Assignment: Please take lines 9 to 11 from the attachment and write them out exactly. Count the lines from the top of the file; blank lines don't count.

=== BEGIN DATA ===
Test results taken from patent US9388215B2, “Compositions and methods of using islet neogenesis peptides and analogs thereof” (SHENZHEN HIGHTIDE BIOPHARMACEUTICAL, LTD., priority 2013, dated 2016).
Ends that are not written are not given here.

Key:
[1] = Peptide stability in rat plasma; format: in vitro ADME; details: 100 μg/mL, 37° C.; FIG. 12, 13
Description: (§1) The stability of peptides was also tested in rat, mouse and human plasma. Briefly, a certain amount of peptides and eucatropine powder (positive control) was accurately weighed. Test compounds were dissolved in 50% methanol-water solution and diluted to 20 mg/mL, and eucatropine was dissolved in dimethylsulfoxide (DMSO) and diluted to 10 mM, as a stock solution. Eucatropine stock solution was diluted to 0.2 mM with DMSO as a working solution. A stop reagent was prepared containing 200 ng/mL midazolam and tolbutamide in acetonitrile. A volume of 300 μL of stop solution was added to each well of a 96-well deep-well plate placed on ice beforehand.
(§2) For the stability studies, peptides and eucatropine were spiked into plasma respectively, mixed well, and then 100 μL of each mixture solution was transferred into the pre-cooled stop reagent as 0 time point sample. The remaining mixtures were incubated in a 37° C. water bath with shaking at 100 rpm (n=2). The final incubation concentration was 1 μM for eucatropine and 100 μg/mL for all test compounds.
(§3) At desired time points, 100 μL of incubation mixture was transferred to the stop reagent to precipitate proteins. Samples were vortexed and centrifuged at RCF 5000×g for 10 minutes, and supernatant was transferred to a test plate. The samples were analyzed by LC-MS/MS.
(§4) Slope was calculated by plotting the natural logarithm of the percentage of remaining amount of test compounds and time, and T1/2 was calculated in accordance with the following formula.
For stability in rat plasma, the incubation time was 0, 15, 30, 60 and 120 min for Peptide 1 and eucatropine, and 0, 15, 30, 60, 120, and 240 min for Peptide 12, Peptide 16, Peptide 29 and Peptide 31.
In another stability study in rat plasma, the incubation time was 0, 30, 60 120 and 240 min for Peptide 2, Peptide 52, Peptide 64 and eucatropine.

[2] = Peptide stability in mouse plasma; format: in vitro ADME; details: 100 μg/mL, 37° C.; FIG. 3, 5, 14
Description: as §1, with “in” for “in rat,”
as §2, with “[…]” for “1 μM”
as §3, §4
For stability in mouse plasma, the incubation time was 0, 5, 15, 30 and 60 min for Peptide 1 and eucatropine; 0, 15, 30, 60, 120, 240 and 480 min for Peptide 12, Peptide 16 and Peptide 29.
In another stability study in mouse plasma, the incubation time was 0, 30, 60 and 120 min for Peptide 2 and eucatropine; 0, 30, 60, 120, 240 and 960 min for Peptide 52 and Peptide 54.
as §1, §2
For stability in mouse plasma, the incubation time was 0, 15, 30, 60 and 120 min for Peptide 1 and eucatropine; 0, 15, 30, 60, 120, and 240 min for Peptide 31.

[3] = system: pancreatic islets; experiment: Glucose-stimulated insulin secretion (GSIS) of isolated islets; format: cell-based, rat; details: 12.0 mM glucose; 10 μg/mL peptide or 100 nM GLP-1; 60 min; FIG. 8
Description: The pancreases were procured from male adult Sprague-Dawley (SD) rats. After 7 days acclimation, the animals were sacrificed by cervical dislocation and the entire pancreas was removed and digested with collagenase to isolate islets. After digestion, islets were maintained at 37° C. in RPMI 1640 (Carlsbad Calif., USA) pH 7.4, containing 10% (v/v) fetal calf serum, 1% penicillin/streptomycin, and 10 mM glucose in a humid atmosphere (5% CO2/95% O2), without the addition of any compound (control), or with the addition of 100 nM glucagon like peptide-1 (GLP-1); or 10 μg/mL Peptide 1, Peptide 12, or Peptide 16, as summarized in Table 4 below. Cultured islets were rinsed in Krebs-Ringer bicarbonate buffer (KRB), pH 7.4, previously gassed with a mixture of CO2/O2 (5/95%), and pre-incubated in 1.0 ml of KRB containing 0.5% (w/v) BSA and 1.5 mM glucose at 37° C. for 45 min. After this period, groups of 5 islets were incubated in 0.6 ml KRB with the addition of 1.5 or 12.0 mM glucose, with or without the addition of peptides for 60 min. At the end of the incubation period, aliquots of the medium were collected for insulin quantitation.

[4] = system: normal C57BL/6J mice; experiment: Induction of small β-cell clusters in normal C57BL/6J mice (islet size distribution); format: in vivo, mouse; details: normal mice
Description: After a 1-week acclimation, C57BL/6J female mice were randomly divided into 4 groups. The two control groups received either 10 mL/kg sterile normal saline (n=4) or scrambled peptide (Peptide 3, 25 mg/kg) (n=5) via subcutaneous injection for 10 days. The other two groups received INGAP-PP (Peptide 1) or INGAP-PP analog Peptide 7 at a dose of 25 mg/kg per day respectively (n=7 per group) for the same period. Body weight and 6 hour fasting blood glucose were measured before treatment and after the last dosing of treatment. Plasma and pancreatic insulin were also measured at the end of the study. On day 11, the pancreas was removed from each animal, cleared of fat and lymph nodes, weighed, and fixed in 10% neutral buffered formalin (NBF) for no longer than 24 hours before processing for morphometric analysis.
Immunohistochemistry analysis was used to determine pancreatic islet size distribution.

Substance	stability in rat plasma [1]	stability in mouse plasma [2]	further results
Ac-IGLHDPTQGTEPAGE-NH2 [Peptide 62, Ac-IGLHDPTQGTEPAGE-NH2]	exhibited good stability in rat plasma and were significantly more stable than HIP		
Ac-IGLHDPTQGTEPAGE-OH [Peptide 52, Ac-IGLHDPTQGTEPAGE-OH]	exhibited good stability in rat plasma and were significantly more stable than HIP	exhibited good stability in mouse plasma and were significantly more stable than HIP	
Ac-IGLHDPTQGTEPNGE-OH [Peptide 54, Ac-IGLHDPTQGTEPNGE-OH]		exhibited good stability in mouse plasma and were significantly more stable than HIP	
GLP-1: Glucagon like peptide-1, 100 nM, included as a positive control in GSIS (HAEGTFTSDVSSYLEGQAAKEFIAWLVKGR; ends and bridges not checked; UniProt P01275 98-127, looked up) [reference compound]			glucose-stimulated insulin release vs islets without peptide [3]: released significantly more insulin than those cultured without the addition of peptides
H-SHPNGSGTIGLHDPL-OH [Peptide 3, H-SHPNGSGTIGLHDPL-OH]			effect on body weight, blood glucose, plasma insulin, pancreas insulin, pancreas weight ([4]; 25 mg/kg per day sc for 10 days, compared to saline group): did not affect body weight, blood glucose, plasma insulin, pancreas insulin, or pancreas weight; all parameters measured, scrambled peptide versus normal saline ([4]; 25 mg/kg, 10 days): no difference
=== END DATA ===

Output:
For stability in rat plasma, the incubation time was 0, 15, 30, 60 and 120 min for Peptide 1 and eucatropine, and 0, 15, 30, 60, 120, and 240 min for Peptide 12, Peptide 16, Peptide 29 and Peptide 31.
In another stability study in rat plasma, the incubation time was 0, 30, 60 120 and 240 min for Peptide 2, Peptide 52, Peptide 64 and eucatropine.

[2] = Peptide stability in mouse plasma; format: in vitro ADME; details: 100 μg/mL, 37° C.; FIG. 3, 5, 14